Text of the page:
On Friday, November 4th, EPIP members gathered at the Silicon Valley Community Foundation in San Mateo to explore power dynamics in philanthropy, both between foundations and grantees, as well as within our own institutions. EPIP has developed a curriculum called Philanthropology™. As you might guess, the curriculum is the study of philanthropy, specifically as it relates to EPIP’s mission and values. There are four modules that comprise the curriculum. We looked at the third on Friday: Power Dynamics. I attended the workshop in two capacities, one as a staff member with EPIP who organized the whole day, and two as a steering committee member of the Bay Area EPIP chapter. I flit back and forth between these two perspectives, wondering how it was going for others who were attending, and actually participating myself. [caption id="" align="alignright" width="400" caption="Ray Bramson, Julie Hopper, and Tiffany Kane, of the Silicon Valley Community Foundation, discuss the the three I’s of power dynamics: individual, institution, and inter-connection."][/caption] The questions posed at the beginning of the day helped to frame the discussion. How do we define power? How do we obtain power? How does that power affect the philanthropic landscape? How can you leverage your own power? How do you work with donors, with grantees, and with each other in a way that helps us all achieve our goals? Is there any way to get past the power dynamics that exist within our sector? [caption id="" align="alignright" width="400" caption="Attendees of the November 4th Philanthropology™ 3.0: Power Dynamics Module hosted by EPIP and the Silicon Valley Community Foundation"][/caption] Emmett Carson, President and CEO of the Silicon Valley Community Foundation, joined us at lunch, and we had the opportunity to hear his views on the subject. He shared sage advice: “Acknowledge that there is a power dynamic. Allow people to be heard, and be transparent and accountable, but acknowledge that it’s not equal.” Once you do that, he continued, the question becomes: “How do I exercise this power and responsibility in an accountable and responsible way?” In closing, he left us with: “Be as respectful as you can, but own your power.” Everyone who is in the social sector is here for the same reason: we want the world to be a better place. How we achieve that goal is different, but we must embody our roles and exert ourselves within them to be effective ambassadors of social change. One of the things that I love the most about EPIP is the ability to engage with people who share similar goals, both for the world and for our sector. This day-long experience with 20 other individuals was a true demonstration of EPIP’s ability to pull people together to engage in honest conversation about difficult topics. I had the chance to fall in love with EPIP and my local peers all over again as we spent the whole day doing just thing. Other Philanthropology™ modules will be available in the Bay Area and I urge you to attend. The modules provide a phenomenal opportunity to step outside of your work and think about how to be our best selves as we accomplish our goals. - Kate Seely Emerging Practitioners in Philanthropy | Chapter Support | www.epip.org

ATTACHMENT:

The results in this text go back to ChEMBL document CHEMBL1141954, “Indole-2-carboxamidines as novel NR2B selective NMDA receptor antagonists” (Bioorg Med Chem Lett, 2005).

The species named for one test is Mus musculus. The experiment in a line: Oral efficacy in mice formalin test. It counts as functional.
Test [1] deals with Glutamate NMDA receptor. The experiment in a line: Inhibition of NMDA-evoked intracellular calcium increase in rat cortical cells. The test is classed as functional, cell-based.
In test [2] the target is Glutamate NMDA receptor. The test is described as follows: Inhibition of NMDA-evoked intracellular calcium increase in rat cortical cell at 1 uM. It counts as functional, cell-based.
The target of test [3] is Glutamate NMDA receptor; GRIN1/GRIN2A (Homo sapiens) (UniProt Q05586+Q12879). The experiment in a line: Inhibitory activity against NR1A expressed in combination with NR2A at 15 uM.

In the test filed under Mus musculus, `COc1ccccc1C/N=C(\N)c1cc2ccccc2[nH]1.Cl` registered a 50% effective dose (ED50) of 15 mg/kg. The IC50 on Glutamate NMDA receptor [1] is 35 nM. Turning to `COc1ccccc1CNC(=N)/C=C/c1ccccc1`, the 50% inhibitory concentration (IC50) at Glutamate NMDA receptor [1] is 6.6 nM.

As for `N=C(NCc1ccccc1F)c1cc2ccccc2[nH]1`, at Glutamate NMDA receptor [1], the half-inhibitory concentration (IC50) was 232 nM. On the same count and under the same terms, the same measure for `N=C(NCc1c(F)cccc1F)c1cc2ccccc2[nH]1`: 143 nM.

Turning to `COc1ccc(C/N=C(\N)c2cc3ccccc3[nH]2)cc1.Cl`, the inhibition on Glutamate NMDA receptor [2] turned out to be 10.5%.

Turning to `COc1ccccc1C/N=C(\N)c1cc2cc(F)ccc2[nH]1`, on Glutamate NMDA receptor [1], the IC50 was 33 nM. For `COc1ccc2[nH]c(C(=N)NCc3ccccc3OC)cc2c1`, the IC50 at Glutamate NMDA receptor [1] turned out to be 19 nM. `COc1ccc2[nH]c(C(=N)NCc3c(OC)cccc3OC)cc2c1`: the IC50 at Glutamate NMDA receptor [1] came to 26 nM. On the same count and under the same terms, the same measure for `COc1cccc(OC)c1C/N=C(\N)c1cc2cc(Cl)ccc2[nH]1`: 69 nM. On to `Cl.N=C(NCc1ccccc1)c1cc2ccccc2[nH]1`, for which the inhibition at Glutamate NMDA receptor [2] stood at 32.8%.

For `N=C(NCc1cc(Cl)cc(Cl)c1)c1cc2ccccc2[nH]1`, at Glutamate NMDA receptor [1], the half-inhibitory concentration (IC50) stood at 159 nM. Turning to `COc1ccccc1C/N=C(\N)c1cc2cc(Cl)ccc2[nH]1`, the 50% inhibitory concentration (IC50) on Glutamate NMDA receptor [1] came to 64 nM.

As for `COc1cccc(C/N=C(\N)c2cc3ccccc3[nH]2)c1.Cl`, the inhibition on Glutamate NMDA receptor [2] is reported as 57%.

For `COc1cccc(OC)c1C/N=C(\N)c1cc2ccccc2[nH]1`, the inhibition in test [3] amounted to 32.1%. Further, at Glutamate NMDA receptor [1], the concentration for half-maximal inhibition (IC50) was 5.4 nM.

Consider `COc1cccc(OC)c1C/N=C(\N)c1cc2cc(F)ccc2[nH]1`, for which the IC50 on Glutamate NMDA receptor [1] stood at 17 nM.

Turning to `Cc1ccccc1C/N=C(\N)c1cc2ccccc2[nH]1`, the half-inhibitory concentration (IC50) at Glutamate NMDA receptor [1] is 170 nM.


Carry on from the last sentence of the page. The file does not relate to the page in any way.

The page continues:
Do you like this post?